But Then He Got Screwed
Of course, at the same time, Bill Gates was busy trying to become Bill Gates, and he eventually achieved that at Kildall's expense.
In 1980, IBM was getting ready to launch its first personal computer and needed an operating system to operate the shit out of it. They first knocked on Microsoft's door, but Microsoft wasn't really into the OS-making business at that point, so they directed the IBM suits to Gary Kildall's company. However, as nerd lore has it, Gary picked that day to go flying (he was an amateur pilot), blowing off IBM and his chance at history.
DigiBarn Computer Museum
Let he who hasn't blown off a corporate giant to go flying cast the first stone.
Accounts differ on whether Kildall met the IBM suits that day or not, but either way, the company went back to Microsoft, totally forgetting the whole "We don't make OS's here" part. Not one to miss out on an opportunity, Bill Gates turned to local programmer Tim Paterson, who had built a CP/M clone he called QDOS (for "Quick and Dirty Operating System"), bought it for a paltry 50 grand, then turned around and sold it to IBM under the name PC-DOS.
The term "user-friendly" meant something very different back then.
PC-DOS, later renamed MS-DOS, was included in every computer IBM made, and, long story short, that's why roughly 90 percent of you are using Microsoft Windows right now.
Today, Kildall's name is barely known, while Bill Gates will be a household name in the fucking 25th century. Most of Kildall's innovations ended up being credited to other people -- and he can't even defend himself, having died in 1994 after falling down in a tavern, which pretty much just seems like his luck.
Today's lesson is, if you're an inventor, wear a freaking helmet.
They are the geniuses behind the curtain.
Disney designer Joe Rhode, The Segway’s Dean Kamen, Tech guru Scott Douglas Redmond, Electric inventor Nikola Tesla, Frog Design’s Hartmut Esslinger, WELL founder Larry Brilliant, Robert Moog of sound design fame, Ray Kurzweil, the creator of speech-to-computer technology, and many other innovation leaders, have novel architectures behind their genius.
They are fiercely competitive with each other and they each can see the world and understand more of that world than most of the people on Earth. They can see the future and build the future in ways that we poor “simple-minded” people have a hard time comprehending. They each have expanded intellect but they have paid for their ability with a price. In many of their cases, they have turned out to be “2E Gifted” impresarios who can’t see numbers like the rest of us do.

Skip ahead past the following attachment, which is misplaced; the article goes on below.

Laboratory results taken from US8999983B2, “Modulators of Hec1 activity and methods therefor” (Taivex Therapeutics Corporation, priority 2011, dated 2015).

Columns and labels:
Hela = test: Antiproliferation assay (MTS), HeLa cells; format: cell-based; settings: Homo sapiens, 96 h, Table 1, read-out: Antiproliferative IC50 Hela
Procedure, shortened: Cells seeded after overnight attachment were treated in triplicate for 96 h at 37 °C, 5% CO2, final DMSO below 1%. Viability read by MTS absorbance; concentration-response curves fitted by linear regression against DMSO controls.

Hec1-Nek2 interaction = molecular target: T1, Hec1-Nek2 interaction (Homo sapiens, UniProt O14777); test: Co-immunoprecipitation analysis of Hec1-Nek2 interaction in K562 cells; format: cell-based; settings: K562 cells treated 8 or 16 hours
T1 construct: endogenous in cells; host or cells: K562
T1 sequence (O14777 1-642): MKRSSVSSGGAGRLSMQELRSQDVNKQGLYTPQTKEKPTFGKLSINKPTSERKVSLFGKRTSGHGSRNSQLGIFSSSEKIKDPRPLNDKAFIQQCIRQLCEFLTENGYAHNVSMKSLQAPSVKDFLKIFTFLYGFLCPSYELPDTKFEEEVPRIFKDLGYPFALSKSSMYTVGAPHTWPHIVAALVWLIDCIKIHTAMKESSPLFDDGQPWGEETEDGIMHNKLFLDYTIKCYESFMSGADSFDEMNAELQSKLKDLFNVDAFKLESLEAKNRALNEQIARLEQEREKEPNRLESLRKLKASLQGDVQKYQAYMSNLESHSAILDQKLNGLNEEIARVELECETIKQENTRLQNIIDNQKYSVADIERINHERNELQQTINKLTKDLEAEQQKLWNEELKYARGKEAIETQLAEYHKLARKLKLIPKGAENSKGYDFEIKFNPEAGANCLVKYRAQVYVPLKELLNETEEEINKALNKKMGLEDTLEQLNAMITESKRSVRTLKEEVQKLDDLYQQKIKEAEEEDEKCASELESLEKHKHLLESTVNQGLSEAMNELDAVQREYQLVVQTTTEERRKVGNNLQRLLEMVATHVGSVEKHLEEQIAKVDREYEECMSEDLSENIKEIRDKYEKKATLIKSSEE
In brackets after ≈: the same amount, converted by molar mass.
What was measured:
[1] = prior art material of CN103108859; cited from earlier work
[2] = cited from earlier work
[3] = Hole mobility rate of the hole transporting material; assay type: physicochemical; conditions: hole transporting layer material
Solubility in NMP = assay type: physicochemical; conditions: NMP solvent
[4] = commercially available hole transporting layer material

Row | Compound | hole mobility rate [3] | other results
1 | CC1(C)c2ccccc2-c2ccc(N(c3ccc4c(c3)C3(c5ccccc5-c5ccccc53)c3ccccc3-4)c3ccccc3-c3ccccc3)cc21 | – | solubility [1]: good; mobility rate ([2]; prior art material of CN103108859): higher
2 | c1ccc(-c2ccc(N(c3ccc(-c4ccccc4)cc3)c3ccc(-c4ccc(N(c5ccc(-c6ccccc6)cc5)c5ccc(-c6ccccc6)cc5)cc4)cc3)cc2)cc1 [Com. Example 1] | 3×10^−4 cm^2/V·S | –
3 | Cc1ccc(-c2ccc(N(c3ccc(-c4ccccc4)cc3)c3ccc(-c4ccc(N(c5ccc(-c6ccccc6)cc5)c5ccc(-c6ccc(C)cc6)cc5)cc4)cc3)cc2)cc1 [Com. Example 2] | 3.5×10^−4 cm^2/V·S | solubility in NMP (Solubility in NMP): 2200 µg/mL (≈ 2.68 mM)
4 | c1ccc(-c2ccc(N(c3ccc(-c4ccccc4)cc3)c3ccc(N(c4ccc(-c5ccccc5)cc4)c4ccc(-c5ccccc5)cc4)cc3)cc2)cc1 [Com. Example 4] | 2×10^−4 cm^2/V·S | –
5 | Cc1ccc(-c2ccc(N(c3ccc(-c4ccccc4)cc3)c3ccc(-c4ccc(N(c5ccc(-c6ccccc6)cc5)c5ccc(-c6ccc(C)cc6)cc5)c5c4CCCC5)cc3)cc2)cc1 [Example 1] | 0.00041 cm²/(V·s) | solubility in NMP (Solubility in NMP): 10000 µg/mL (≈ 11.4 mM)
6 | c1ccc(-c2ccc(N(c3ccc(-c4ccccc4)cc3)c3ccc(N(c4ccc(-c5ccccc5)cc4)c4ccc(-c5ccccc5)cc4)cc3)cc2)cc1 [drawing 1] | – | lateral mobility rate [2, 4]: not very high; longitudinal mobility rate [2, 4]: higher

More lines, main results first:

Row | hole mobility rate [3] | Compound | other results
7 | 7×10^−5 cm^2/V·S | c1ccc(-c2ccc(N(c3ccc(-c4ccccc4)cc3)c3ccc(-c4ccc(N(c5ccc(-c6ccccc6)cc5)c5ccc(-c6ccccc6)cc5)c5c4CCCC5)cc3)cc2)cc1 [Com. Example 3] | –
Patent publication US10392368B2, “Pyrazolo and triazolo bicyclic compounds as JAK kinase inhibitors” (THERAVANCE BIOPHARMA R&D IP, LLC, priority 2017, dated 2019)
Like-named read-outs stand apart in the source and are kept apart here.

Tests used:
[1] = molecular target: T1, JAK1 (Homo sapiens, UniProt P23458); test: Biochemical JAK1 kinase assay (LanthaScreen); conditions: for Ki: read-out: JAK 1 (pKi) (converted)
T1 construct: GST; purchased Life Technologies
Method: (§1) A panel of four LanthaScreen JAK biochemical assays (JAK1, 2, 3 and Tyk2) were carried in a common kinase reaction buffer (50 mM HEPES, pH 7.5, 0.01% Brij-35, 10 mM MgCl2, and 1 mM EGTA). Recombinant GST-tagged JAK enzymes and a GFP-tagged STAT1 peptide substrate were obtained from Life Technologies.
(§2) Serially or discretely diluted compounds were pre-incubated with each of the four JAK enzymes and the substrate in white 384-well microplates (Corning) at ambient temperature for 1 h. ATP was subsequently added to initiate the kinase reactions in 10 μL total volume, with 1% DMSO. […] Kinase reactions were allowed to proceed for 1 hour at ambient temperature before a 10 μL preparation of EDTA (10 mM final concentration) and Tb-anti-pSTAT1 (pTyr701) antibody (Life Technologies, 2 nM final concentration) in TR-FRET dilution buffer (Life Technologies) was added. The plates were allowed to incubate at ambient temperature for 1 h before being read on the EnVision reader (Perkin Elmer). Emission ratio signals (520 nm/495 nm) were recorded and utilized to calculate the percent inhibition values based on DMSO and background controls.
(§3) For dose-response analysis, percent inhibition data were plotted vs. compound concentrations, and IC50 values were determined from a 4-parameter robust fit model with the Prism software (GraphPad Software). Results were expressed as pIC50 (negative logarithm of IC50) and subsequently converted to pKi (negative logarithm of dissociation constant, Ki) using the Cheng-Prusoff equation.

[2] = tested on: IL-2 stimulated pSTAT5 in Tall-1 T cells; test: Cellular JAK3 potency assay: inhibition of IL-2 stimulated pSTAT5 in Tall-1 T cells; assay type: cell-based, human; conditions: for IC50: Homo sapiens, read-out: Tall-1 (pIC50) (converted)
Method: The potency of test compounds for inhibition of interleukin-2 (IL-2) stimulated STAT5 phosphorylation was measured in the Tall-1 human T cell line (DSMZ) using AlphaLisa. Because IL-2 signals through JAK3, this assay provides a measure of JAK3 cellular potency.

Does trying to calculate a tip make you break out in a cold sweat? You’re definitely not alone. Math can be intimidating, to the point where sometimes even the earth's most brilliant scientific minds have trouble crunching numbers. Let’s take a look at some of these amazing geniuses who build the future but see numbers differently than you or I:
Micheal Faraday: It’s hard to say which is more amazing: Faraday’s discoveries or his life’s story. Against all odds, this son of a poor blacksmith overcame class prejudice to become Britain’s preeminent scientist and, in many ways, the father of modernity itself. If you’ve ever pushed an “on” button, you’re in his debt. Faraday built the first electric motor—along with the first electric generator. He also invented the rubber balloon, laid the groundwork for today’s refrigeration technology, and helped illuminate the mysterious world of electromagnetism.
Yet, despite all this, Faraday’s upbringing never stopped haunting him. Like most impoverished boys, he’d received little formal education. Hence, Faraday’s math skills left a lot to be desired. In 1846, he boldly proposed that visible light is a form of electromagnetic radiation. But because he couldn’t back up the idea with mathematics, his colleagues ignored it. Enter James Clerk Maxwell (1831-1879). Believing the older scientist’s hypothesis, this Scottish physicist & mathematician used ingenious equations to finally prove Faraday right eighteen years later.